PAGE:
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USD/CAD  was almost unchanged  last week,  as  the pair close at 1.0362. In contrast to last week, the upcoming week is very quiet, with just two releases. Here is an outlook on the major market-movers and an updated technical analysis for USD/CAD.

USD/CAD did not show much reaction  to US Federal Reserve chair Bernard Bernanke’s testimony in Washington last week.  In the US, Building Permits missed the estimate, but there was better news late in the week from Unemployment Claims and the Philly Fed Manufacturing Index. North of the border, there were no surprises from the Bank of Canada, as Stephen Poloz presided over his first policy meeting. Canadian Core CPI was a  disappointment, posting its first decline in 2013.

Updates:

USD/CAD daily chart with support and resistance lines on it. Click to enlarge:   USD CAD Forecast July 22-26

  1. Core Retail Sales: Tuesday, 12:30. Core Retail Sales is this week’s key release. The indicator has posted two consecutive declines, pointing to weakness in consumer spending. Last month’s release came in at -0.3%, missing the estimate of 0.0%. The markets are expecting better news in the upcoming release, with an estimate of a modest gain of 0.1%. Will the indicator follow through and push into positive territory?
  2. Retail Sales:  Tuesday, 12:30.  Unlike Core Retail Sales, Retail Sales includes automobile sales, which can  be volatile and result in a  distortion of  the underlying trend. However,  it  is still an important measure of consumer spending.  The indicator has posted weak readings of 0.0% and 0.1% in the past two readings, missing the estimates both times. The markets are expecting better news in the July release, with an estimate of a 0.4% gain.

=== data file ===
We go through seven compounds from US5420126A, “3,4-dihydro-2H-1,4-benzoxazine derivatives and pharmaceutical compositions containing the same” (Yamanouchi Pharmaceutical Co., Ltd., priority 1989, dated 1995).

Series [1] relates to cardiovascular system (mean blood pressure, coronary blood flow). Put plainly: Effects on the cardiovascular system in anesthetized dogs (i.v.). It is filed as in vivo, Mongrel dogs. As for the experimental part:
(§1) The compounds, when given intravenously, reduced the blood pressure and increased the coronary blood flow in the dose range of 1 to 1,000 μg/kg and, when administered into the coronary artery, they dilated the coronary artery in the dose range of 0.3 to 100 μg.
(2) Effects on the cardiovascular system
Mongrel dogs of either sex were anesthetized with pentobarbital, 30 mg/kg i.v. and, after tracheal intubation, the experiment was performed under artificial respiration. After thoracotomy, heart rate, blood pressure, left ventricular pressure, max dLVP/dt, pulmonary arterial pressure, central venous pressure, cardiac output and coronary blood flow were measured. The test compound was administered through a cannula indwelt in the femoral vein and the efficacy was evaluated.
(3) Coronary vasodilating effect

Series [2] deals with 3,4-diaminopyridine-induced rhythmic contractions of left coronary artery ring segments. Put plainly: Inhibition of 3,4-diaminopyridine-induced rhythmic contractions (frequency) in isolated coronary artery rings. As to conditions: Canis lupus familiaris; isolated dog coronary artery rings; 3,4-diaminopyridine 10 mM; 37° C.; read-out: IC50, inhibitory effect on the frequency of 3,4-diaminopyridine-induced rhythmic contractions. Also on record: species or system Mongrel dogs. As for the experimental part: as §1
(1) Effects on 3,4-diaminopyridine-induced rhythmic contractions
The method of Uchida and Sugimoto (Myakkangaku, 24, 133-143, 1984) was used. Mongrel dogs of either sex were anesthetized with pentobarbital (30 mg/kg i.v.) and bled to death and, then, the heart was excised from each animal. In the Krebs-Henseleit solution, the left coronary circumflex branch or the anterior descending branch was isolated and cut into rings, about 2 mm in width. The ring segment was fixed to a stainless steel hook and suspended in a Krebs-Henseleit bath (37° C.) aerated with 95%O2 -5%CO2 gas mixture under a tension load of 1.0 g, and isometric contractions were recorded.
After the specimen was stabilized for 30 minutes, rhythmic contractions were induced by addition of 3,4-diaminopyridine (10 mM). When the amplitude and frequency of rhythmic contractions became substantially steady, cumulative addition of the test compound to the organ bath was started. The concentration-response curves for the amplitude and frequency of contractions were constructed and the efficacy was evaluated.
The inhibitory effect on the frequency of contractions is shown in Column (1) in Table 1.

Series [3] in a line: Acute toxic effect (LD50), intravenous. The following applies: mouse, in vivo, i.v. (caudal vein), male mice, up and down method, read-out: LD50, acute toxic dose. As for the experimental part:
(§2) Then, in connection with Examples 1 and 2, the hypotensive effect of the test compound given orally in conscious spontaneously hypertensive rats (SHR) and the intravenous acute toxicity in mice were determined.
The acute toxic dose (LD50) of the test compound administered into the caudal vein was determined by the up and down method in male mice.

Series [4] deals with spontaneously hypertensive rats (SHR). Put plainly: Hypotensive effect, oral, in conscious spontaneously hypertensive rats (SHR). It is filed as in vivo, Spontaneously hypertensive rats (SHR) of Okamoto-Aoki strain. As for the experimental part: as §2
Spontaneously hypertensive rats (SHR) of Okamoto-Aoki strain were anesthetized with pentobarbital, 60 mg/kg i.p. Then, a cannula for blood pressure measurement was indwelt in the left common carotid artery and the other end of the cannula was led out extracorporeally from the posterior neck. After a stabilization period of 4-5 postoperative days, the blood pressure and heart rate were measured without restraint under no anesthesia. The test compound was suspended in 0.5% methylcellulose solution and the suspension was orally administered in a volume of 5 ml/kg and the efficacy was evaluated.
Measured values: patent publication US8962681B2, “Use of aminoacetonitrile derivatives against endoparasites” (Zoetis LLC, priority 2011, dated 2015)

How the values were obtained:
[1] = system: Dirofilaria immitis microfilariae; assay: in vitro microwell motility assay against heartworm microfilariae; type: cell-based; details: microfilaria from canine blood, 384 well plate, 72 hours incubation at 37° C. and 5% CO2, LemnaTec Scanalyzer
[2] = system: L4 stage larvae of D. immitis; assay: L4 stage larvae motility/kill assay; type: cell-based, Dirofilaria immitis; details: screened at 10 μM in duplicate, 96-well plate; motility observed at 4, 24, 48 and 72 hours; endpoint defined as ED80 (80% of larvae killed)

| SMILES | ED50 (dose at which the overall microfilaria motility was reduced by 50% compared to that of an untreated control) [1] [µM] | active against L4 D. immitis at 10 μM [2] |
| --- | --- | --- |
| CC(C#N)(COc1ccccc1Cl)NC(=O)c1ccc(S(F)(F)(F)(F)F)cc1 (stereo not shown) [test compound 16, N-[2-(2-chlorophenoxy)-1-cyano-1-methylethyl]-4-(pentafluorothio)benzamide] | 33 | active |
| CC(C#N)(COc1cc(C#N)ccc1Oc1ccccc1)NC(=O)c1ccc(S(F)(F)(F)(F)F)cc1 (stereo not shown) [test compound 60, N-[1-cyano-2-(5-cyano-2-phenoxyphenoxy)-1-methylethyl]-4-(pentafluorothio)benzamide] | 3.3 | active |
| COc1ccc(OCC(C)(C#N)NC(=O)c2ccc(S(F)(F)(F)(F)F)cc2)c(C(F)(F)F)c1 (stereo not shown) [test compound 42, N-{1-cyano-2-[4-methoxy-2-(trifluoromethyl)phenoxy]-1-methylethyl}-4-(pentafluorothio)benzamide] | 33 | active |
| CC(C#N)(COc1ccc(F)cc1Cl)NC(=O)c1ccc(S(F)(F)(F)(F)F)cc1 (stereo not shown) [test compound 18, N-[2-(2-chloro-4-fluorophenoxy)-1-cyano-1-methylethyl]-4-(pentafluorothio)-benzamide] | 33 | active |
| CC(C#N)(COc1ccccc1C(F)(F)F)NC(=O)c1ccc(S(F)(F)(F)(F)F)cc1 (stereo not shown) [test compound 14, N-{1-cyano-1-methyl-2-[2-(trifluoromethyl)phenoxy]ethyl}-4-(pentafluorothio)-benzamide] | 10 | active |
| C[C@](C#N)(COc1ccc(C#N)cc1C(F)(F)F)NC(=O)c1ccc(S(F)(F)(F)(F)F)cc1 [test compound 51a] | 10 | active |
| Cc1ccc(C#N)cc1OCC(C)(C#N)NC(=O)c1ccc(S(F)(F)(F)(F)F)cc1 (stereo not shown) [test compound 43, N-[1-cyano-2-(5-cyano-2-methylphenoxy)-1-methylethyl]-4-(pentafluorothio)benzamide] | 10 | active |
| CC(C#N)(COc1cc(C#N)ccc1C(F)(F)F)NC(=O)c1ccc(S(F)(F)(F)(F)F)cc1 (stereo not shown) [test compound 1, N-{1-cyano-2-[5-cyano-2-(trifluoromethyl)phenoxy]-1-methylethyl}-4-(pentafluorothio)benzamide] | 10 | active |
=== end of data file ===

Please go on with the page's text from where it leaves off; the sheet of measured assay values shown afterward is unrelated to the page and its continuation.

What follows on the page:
* All times are GMT

USD/CAD Technical Analysis

Dollar/CAD  had a quiet week.  The pair opened the week at 1.0389. Dollar/CAD rose to a high of 1.0442, as the resistance line of 1.0446 (discussed last week) held firm. The pair then retracted, dropping to a low of 1.0355 and  closed the week at 1.0362.

Live chart of USD/CAD:

[do action=”tradingviews” pair=”USDCAD” interval=”60″/]

 

Technical lines, from top to bottom:

We  start with resistance at 1.0853. This line  has remained intact  since September 2009.

1.0705 saw a lot of action in  January 2010, but  has quietly provided solid resistance since that time. 1.0652 has been providing resistance since early September 2010.

1.0523 was a peak back in November 2011. It has strengthened as  the Canadian dollar posted strong gains earlier in July.

1.0446 was the peak that the pair recorded in June 2012 and is again a key line on the upside. This line held firm as USD/CAD came very close but was unable to break through.

1.0340 was the peak during March 2013, and continues to provide weak support to the pair. The pair came close to this line  last week  but it held firm. It could see more activity early this week.

1.0250 was a peak before the pair moved below parity a long time ago, and worked as support quite well in March 2013. 1.0180 provided support for the pair during March, and saw a lot of activity in the first half of June. It continues to provide the pair with strong support.

The round number of 1.01 was a trough back in July 2012 and switched to resistance afterwards. The line proved its strength several times in 2013.

1.0050 provided support for the pair in May 2013 and in other occasions beforehand. It remains a barrier before parity. The very round number of USD/CAD parity is a clear line of course, and the battle was very clear to see at the beginning of August 2012 and also in early 2013.

0.9910 was last tested in January, which marked the start of a strong US dollar rally which saw USD/CAD climb to the mid-1.03 range.

The final support line for now is at the round number of 0.9800. It marked a low point of a rally by the US dollar in April 2012, and has remained in place since October.

I  am bearish  on USD/CAD

The Canadian dollar continues to trade below the 1.04 line, and has been able to hold onto the gains that it posted earlier this month. However, the loonie has had difficulty moving higher, and concerns remain over the health of the Canadian economy, which the  BOC  noted is underperforming.  USD/CAD could move higher  if this week’s Canadian retail sales numbers are not strong.

Further reading: